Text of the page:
When people ignore their ideology when applying it consistently would benefit a certain group, that is a clear sign that they don’t actually care about that group. Of course, most people don’t want to admit to that, unless it is acceptable to hate that group and being inconsistent is an easy way to not have to admit to it.

        Let me give an example. In my country, we supposedly have fairly generous welfare. Yet over time, the subsidy system was changed to one that caters quite well to the middle class and up, but very poorly to those that need help the most. Subsidies are now based on a prediction of the financial situation of the person in the upcoming period and then they are given an advance. Then if it turns out that the prediction is wrong, they get more money or they have to pay it back. This works reasonably well for people similar to the politicians who made these laws, for whom such subsidies are a relatively low fraction of their salary and who either have reserves or can cut out a lot of luxury spending. Yet it’s absolutely devastating when people who live paycheck to paycheck have to pay back a relatively large amount, for instance because they got too much subsidy for a longer period. These people may no longer be able to afford food or rent.

        This system also requires people to report changes that (may) affect the subsidy, which requires substantial knowledge of bureaucratic rules, insight in their personal situation and a well-organized life, which is of course a huge problem for those at the bottom of society. Failure to follow the bureaucratic rules tends to result in severe consequences (like having to repay the entire subsidy amount plus 50% as a fine, which can be most of these people’s income). The people at the bottom of society typically have to follow more bureaucratic rules, even as they are less capable of doing so. They also tend to have more volatile lives than the higher classes, which means that the prediction is more often wrong and reporting all these changes is more work. The end result is a disaster. Quite a few people now simply don’t ask for the subsidies that they are entitled to, because the risk of ruin is too great. So food banks and other private ventures to help the (working) poor are increasingly popular, as the government is catering to them less and less. It’s a government for the well-educated and better off, by the well-educated and better off.

        And the Dutch leftist parties have been at the forefront of replacing the old system that worked much better with this monstrosity. And as the harms became clear, did they make it their number one priority to reform this system? Nope, instead they prioritize new subsidies for the middle class. I get it, those are their voters. Personal interest usually wins out. Yet it means that Dutch leftists parties are mostly not parties that help the lower classes and certainly not parties of the lower classes.

        As far as I can tell, the same is true in most of the West. In the UK, the children of poor whites have the worst educational attainment, while it is now much harder to gain access to the better jobs without advanced education than in the past. Yet of course, specifically wanting to help poor whites is called ‘racist’ by the modern left. In fact, all white people are accused of benefiting from “white privilege,” including the white communities that do worse than non-white communities. Yet wanting to specifically want to help other races is not racist. In my view, actual racism is not wanting to help the downtrodden because you stereotype them as privileged based on their race. In fact, this is a classic type of racism that Jews have faced for centuries.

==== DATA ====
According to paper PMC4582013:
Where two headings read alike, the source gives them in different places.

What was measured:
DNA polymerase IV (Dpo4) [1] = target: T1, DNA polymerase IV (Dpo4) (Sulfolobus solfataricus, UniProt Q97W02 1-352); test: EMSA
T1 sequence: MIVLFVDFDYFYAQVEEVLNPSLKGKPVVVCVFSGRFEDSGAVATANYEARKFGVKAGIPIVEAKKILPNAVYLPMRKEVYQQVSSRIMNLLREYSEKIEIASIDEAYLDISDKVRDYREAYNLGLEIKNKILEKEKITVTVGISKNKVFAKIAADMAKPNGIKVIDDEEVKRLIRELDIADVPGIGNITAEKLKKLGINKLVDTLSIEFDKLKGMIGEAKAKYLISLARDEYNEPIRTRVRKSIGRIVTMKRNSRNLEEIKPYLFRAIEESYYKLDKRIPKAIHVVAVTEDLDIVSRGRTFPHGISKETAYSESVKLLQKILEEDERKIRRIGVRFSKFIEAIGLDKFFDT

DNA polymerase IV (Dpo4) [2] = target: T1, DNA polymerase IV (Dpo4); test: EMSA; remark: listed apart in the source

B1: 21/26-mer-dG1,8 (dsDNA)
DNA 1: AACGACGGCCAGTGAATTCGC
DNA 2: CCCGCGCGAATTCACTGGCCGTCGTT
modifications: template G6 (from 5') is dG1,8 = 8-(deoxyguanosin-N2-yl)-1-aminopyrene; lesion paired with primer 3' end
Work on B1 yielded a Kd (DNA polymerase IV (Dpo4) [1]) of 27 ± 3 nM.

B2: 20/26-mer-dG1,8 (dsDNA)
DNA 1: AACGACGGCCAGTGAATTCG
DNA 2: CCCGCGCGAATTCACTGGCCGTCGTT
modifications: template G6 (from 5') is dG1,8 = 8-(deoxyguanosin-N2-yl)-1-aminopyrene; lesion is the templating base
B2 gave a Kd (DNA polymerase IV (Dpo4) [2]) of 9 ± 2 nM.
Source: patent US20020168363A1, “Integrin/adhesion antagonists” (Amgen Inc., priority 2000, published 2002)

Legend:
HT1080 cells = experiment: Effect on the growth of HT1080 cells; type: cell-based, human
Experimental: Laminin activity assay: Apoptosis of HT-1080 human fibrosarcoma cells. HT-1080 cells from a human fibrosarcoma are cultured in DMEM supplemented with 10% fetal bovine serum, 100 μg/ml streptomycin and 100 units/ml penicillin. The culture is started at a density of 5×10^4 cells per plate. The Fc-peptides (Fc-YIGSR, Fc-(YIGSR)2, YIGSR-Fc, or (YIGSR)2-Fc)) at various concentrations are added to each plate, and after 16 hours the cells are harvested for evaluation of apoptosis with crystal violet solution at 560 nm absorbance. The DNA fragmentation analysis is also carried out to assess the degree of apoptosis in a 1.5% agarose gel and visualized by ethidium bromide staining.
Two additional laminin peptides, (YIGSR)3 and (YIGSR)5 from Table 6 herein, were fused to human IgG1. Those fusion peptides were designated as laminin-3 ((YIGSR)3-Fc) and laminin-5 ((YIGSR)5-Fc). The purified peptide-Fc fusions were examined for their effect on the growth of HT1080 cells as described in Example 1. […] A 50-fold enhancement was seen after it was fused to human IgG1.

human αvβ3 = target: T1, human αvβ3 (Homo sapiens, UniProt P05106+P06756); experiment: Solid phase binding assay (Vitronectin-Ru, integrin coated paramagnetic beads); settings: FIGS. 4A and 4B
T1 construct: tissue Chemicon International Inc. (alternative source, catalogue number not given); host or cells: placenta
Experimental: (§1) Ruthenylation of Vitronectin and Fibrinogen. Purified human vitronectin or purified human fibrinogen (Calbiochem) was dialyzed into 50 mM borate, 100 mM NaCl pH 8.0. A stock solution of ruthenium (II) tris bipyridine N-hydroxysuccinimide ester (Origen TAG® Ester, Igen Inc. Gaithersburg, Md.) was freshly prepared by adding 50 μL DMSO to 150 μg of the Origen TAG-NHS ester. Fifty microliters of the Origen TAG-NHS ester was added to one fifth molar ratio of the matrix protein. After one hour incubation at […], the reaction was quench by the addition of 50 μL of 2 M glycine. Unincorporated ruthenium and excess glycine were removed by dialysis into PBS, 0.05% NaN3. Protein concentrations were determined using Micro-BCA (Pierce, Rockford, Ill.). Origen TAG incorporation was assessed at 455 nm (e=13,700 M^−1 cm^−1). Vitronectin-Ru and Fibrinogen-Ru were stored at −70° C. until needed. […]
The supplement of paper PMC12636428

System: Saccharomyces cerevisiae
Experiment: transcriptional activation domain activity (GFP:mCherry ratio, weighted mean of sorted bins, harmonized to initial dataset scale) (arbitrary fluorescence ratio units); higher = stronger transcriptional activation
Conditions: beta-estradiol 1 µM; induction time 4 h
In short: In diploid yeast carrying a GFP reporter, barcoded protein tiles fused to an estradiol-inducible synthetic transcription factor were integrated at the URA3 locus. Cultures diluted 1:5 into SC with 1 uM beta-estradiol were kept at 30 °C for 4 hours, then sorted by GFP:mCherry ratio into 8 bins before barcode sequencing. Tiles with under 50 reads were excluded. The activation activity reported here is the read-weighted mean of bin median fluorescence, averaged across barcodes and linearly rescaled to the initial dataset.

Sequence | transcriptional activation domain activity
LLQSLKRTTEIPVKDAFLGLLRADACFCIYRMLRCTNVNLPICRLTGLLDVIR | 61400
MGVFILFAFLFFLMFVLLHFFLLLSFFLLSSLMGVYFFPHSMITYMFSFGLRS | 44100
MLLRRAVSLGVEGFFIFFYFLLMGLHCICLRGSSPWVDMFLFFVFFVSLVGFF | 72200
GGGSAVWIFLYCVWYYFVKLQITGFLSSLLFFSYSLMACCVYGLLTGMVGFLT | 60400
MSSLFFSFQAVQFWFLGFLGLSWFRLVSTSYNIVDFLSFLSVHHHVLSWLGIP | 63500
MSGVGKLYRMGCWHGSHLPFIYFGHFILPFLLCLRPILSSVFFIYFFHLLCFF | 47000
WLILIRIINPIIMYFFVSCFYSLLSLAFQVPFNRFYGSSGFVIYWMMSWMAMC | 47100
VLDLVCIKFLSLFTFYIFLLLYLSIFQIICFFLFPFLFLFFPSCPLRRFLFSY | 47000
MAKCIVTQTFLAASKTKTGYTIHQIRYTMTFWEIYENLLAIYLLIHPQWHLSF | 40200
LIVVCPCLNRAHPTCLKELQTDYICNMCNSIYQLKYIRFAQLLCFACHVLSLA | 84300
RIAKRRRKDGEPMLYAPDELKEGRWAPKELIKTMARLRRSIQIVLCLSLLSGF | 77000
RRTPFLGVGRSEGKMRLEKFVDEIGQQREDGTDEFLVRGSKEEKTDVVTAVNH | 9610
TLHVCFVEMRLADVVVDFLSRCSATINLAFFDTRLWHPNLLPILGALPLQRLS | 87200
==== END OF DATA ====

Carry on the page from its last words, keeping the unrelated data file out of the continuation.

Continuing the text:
And then modern leftists are surprised that the lower classes stop voting for them, that populism is on the rise, that they vote against neoliberal projects that are very popular with the modern left like large scale migration while that mostly harms the lower classes (where not even an attempt is made to remedy those harms).

        TL;DR: I oppose the modern left because I want things to get better for the lower classes, rather than for the faux socialists who pretend to help the downtrodden, but mostly help themselves.

        1. Jose Lopes da Silva
          31st December 2020, 18:06

          The Left has been migrating since 1990 to Identity Politics as Fukuyama summarized in 2016. There are now few old-timer leftists claiming for class issues.

          1. @Jose Lopes da Silva

            George Orwell already noted in 1937 that there are two kinds of socialists: the kind that hate the rich and the kind that loves the poor. The former mostly being middle class or up. They also tend to want to take money from the rich primarily to spend on their own class.

            I think that the changes that happened to the left are caused by improved access to education. In the past, there were a lot of very smart people who never got the opportunity to study. The industrial revolution made class society untenable, because society became too dynamic. This then allowed quite a few smart people from lower classes to gain positions of power, including in leftist organizations like unions and political parties. These people weren’t ‘corrupted’ by spending most of their lives around the higher classes, where they were constantly being fed rationalizations that benefit the higher classes and reasons to ignore the demands of the lower class (for example, by dismissing it as ‘populism,’ which literally just means that you try to advance the interests of the common people, rather than that of the elite).